3 Reasons It Was Smart The Chicago White Sox Traded Dylan Cease

Yes, the starting rotation will be awful, but the trade had to happen for these three reasons...

Joe Camporeale-USA TODAY Sports
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After an entire offseason of constant trade rumors, the Chicago White Sox finally traded Dylan Cease to the San Diego Padres for three prospects and a relief pitcher.

The trade needed to be done despite the starting rotation now trending towards somewhere between mediocre at best and darn awful at worst. Who is ready for Erick Fedde to be the Opening Day starter?

Sarcasm aside, the Sox needed to move Cease for three reasons...

The team traded Cease when his value was its highest.

The White Sox got the process right. That rarely if ever happens on 35th and Shields.

The Sox made no indications they were going to extend Cease. Knowing ownership, they were never going to pay Cease the nine-figure long-term deal Dylan would eventually want. Plus, this team is now darn awful the contention window abruptly slammed shut last season.

The team is in a rebuild (we will get to that shortly). Cease was the biggest asset outside of the Luis Robert Jr. the Southsiders had to get a good return of prospects to help Rebuild 2.0 along.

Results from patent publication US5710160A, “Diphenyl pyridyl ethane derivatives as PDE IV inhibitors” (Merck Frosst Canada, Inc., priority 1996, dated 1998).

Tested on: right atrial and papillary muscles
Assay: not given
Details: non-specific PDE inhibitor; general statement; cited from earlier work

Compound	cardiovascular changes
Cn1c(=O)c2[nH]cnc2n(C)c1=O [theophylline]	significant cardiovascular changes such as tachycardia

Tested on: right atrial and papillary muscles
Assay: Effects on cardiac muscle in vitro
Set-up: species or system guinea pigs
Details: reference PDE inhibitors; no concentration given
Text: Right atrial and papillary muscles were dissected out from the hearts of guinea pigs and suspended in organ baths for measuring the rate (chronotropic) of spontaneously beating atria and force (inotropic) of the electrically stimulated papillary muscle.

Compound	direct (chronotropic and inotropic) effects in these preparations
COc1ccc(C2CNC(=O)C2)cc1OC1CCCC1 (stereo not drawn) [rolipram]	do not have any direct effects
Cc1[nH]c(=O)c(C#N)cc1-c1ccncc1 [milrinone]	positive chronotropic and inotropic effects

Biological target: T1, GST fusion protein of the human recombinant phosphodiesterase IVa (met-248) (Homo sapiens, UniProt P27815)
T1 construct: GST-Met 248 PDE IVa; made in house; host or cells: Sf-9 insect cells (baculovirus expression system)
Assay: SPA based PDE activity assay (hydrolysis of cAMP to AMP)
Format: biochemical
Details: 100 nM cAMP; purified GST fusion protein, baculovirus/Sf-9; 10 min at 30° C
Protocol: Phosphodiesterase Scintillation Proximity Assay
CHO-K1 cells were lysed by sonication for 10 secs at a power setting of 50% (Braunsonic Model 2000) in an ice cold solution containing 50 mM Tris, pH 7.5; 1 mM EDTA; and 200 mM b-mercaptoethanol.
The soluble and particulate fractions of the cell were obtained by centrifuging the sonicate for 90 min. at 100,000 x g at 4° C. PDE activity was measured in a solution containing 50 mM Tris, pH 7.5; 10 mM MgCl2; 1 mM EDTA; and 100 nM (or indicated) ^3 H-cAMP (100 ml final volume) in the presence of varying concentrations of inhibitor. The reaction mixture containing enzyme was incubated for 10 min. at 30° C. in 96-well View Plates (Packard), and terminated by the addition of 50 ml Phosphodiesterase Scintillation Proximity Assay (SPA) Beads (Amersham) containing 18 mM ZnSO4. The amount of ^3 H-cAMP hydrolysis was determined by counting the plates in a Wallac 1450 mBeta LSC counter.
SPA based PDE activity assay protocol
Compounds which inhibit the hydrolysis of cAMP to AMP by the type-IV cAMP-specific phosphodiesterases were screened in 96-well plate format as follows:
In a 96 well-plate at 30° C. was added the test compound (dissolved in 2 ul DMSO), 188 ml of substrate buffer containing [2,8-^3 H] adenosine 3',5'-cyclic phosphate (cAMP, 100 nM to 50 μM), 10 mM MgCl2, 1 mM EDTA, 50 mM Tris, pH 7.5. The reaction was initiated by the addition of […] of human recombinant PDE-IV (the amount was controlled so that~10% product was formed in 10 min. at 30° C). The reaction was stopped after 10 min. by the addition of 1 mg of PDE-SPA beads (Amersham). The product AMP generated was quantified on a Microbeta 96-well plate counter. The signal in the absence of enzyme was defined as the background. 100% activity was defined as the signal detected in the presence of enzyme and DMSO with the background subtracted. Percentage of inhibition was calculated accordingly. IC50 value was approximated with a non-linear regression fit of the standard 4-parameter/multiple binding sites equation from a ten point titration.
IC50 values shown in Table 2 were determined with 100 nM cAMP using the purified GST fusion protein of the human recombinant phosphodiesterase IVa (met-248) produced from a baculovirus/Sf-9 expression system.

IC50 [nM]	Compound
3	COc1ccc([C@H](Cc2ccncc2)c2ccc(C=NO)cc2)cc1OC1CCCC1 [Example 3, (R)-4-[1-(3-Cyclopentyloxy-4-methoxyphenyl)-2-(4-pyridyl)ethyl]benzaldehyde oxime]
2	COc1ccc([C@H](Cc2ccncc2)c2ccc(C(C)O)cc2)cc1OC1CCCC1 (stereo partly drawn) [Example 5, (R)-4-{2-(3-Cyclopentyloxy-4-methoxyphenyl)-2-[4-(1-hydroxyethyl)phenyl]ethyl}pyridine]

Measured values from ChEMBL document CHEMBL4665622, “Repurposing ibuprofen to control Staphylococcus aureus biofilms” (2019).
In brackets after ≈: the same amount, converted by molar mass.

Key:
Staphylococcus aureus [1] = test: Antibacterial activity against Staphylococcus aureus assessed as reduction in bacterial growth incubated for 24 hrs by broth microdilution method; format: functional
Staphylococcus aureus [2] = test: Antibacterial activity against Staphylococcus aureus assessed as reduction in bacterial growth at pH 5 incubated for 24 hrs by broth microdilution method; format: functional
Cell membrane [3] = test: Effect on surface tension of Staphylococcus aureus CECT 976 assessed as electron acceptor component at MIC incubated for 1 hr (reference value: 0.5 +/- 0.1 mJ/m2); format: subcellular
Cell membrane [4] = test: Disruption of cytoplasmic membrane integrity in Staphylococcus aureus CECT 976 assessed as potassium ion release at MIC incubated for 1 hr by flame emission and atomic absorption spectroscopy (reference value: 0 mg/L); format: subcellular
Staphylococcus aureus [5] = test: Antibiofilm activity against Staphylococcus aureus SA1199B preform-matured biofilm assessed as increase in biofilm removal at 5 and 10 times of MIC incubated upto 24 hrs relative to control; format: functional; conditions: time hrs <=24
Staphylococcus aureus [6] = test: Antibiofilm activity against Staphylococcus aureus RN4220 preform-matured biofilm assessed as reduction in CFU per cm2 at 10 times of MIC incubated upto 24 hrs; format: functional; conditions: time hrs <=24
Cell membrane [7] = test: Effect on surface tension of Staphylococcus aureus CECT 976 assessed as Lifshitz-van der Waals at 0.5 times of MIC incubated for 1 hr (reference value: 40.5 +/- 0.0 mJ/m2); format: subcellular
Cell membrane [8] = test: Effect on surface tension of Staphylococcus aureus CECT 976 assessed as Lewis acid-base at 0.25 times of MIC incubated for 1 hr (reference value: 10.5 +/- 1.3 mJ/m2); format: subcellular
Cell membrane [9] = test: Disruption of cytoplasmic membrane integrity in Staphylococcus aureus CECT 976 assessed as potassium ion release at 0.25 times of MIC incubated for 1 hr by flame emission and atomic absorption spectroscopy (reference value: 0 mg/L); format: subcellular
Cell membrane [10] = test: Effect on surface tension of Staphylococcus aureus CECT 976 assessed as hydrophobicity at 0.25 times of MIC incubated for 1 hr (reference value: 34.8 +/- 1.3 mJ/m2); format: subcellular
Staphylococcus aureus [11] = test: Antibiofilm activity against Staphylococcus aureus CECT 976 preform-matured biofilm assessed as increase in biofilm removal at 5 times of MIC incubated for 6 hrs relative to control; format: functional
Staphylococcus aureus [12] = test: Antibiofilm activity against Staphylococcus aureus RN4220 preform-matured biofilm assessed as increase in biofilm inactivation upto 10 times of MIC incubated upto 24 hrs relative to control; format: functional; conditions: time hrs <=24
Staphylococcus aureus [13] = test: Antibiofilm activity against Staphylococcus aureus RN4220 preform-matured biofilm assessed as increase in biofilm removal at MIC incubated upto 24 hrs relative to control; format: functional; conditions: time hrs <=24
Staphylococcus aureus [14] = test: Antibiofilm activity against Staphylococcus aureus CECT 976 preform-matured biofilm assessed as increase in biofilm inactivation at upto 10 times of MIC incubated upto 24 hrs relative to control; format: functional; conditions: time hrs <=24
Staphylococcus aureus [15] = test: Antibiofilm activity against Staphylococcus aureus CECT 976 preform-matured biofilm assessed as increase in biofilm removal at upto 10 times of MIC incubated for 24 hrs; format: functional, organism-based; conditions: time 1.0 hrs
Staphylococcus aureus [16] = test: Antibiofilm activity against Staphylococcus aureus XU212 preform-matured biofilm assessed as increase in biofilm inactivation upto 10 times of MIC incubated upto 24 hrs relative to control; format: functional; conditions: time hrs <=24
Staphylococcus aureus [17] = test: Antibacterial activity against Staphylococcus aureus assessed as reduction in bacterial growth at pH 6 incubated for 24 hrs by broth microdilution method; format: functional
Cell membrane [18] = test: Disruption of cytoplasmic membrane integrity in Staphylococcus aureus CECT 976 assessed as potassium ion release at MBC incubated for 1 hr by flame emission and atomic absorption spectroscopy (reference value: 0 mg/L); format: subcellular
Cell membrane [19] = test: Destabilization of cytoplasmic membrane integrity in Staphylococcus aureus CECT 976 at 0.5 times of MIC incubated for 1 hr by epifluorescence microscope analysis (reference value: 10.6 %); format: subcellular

Any team that acquired Cease would have him for two seasons since he is still arbitration-eligible next offseason. That means he is cheaper than free agents Blake Snell and Jordan Montgomery. He is also 28 and durable. That made him even more attractive.

You can point out that he had a disappointing 2023 season after nearly winning the AL Cy Young in 2022. He also finished with a 3.7 fWAR and 3.72 FIP. Plus, he still possesses the game's best slider when it is right. If he can command that pitch better and get better defensive help, he should return to dominant form.

He was having a good spring training. That was enough of a showcase to intrigue contenders to meet the team's demands.

His value was never going to be any higher than it is right now. Sure, the team could have held onto him, let him make his Opening Day start, and show he truly returned to Cy Cease form during the first half of the season. They then could move him at the trade deadline.

The risk there is he either gets hurt or he continues down this spiral and then the Sox are stuck with a depreciating asset.